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How To Help Kids Lose

Dr. Patricia Nan Anderson


Everyone likes to win and little kids are no exception. But you cannot win them all and losing often throws young children (and older ones) into a tailspin. How can you help your child learn how to lose?

For some parents, the answer is to coach kids harder so they always win.  But this only means that when a child loses – which is inevitable – the parent is as disappointed as the child is. A winners-only mentality signals to a child that she’s only as good as the score. She’s not valued for herself.

Children first become aware of winning at about age 5, when they start to recognize comparisons. They suddenly understand bigger and smaller, taller and shorter, faster and slower, and better and best. This is the age when children begin to evaluate who got the bigger ice cream cone, whose school shoes are better than whose, and who scored the winning goal. There’s nothing wrong with that.

It’s not competition that’s the problem, it’s comparison. The truth is, only one child can be the best at any one thing. Everyone else is not. That’s an awful lot of losers, if children are raised to believe that winning is the only important thing. If children spend their time comparing themselves to others and slotting themselves into a hierarchy, they are certain to be disappointed, discouraged, and sad.

This is exactly what happens by age 9 if not before. As anyone who’s ever endured a one-at-a-time team choosing ritual can tell you, everyone knows who is the best at anything. Everyone knows who is the worst. And everyone knows the relative position of every child in between. Whether it’s spelling, kickball, or math, by third grade the roster is established for every skill and everyone knows his place.

This is what happens when there is a winner, a best score, a highest grade. If one is fated to be the worst on the soccer team, what is the point of trying harder? What’s the point of soccer at all? And if one’s soccer team is the worst in the league, what’s the point of going to practice or trying hard in games? A kid already knows how things will turn out.

The solution is to manage competition by managing comparison. Instead of comparing himself to other children, guide your child in comparing his performance today to his performance before. Aim for achieving a “personal best.” That way, no matter what the score or what your child’s ranking among his classmates or teammates, he has opportunities to win every day.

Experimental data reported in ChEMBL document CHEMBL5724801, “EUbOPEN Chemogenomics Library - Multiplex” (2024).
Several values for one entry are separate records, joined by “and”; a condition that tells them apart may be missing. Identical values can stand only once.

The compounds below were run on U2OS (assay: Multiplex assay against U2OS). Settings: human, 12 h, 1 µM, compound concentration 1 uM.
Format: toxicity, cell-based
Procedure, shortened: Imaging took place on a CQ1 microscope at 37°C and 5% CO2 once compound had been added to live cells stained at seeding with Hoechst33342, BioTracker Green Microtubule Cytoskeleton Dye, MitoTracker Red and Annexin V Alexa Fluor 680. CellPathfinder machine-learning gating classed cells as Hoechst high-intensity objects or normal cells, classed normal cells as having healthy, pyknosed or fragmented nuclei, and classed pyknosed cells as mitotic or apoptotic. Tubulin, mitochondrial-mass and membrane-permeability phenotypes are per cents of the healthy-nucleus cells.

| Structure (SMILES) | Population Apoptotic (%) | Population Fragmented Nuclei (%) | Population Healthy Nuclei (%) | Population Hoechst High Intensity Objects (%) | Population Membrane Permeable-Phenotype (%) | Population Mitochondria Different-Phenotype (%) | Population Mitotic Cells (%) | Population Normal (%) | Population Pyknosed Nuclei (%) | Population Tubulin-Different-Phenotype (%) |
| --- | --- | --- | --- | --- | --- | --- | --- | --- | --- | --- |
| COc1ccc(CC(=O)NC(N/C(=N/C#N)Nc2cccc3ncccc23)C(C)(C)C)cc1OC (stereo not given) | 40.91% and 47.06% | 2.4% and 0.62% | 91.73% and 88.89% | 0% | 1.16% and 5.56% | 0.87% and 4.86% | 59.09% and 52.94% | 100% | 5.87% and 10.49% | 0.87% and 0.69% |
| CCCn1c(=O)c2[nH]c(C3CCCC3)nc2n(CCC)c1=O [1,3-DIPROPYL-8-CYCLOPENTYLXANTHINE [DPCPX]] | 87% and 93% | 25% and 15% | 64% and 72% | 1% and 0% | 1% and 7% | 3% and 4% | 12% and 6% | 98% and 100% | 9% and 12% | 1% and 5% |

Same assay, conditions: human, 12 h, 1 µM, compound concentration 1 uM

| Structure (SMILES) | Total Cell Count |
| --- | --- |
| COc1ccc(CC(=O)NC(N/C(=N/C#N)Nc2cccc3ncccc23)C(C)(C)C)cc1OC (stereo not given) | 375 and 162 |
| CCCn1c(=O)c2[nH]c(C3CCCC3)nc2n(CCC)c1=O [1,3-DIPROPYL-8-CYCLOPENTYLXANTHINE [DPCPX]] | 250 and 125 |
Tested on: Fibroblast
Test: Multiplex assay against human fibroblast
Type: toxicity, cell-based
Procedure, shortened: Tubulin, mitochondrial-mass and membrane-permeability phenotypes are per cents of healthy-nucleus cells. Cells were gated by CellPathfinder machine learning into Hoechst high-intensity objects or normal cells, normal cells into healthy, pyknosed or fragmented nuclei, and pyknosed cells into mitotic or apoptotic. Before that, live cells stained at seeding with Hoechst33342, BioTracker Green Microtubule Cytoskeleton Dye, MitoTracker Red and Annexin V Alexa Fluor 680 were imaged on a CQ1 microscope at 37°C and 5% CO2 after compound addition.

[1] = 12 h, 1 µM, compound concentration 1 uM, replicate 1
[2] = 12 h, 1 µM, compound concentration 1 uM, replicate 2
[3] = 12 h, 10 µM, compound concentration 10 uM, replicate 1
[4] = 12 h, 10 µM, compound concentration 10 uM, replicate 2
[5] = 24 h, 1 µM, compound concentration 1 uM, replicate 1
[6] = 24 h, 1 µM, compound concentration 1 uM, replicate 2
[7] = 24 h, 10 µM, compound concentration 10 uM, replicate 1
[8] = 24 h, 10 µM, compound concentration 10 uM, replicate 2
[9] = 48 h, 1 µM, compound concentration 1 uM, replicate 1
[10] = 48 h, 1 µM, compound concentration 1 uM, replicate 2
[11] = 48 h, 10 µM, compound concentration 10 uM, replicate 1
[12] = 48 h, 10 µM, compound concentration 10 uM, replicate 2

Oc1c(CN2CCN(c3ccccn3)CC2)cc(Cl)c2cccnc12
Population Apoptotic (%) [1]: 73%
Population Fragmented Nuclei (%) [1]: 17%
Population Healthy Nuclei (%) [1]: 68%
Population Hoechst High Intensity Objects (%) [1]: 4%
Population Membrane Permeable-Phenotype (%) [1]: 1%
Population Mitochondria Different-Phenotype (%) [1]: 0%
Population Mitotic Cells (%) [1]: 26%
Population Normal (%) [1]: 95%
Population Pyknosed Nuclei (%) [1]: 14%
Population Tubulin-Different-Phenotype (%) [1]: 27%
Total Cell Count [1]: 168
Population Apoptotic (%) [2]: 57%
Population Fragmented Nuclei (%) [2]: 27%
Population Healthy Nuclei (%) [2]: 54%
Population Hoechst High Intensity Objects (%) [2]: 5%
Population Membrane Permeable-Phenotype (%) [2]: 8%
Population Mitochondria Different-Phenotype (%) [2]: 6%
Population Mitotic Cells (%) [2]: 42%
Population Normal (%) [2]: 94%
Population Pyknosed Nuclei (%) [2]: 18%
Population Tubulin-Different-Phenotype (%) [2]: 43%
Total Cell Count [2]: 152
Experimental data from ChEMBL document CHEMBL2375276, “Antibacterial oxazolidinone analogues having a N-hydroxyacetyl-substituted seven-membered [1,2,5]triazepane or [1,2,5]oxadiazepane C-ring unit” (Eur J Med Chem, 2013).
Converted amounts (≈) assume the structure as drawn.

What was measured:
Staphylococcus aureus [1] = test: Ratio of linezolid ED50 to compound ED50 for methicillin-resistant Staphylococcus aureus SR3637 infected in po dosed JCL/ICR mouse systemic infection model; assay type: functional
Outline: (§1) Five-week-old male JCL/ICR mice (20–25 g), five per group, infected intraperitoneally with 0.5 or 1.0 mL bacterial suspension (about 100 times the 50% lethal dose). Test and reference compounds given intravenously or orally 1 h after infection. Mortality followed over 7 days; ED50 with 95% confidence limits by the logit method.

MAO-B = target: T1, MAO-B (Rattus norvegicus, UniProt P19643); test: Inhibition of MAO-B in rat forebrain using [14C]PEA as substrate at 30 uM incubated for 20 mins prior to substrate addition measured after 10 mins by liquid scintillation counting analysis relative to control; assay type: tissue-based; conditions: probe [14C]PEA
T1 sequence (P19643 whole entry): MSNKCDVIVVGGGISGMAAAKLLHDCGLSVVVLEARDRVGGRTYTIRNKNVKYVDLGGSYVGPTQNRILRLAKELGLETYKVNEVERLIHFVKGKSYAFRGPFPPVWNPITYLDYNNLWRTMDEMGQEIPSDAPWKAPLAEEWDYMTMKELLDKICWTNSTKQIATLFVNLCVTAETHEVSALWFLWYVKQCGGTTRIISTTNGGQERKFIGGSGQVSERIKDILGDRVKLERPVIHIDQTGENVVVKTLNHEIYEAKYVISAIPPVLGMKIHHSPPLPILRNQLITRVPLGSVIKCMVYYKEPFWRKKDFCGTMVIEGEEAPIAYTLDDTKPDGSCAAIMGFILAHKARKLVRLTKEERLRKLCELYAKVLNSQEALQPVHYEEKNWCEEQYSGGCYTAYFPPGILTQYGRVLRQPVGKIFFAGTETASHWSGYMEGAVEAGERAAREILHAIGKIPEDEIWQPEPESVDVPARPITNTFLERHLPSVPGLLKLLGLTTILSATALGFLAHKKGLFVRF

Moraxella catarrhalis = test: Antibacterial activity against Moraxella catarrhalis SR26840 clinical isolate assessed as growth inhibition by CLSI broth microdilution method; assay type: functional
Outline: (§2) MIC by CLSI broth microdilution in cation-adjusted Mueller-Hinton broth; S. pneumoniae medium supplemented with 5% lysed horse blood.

Now, at the beginning of the school year, is the ideal time to focus on your child’s personal best. Here are some tips.

  • With your child, pick an area to focus on and one achievement to measure. This can be your child’s sport and one skill in that (like “softball” and “throwing power”) but it could also be  school skill, a social accomplishment or anything else of value to your child.
  • With your child, set a goal. Without making any negative comments at all, record what is the current level of performance. Then help your child set a goal. If the goal seems too ambitious, accept that but also help your child set intermediate goals. Remember that the goal should be in terms of your child’s own performance, not becoming “better” than anyone else.
  • With your child, find ways to meet the goal. Start working towards it. Keep track every week or so to record whatever is the new “personal best” or to notice any backsliding.
  • Remember that making progress is its own reward. While you and your child can certainly celebrate new levels of competence, avoid trying to motivate your child with bribes or threats.  If your child loses interest in improvement, she might not have chosen the right area to focus on. Help her find another task that really matters to her.

The really nifty thing about seeking one’s personal best is that’s the way a kid can win all the time. Striving to work hard and inch closer to one’s goals feels like winning. Feels like winning because it is.

© 2014, Patricia Nan Anderson. All rights reserved. This material may not be published, broadcast, rewritten, or redistributed. Ask for Dr. Anderson’s book, Parenting: A Field Guide, at your favorite bookstore.

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Dr. Patricia Nan Anderson

Dr. Patricia Anderson is a nationally acclaimed educational psychologist and the author of “Parenting: A Field Guide.” Dr. Anderson is on the Early Childhood faculty at Walden University and she is a Contributing Editor for Advantage4Parents.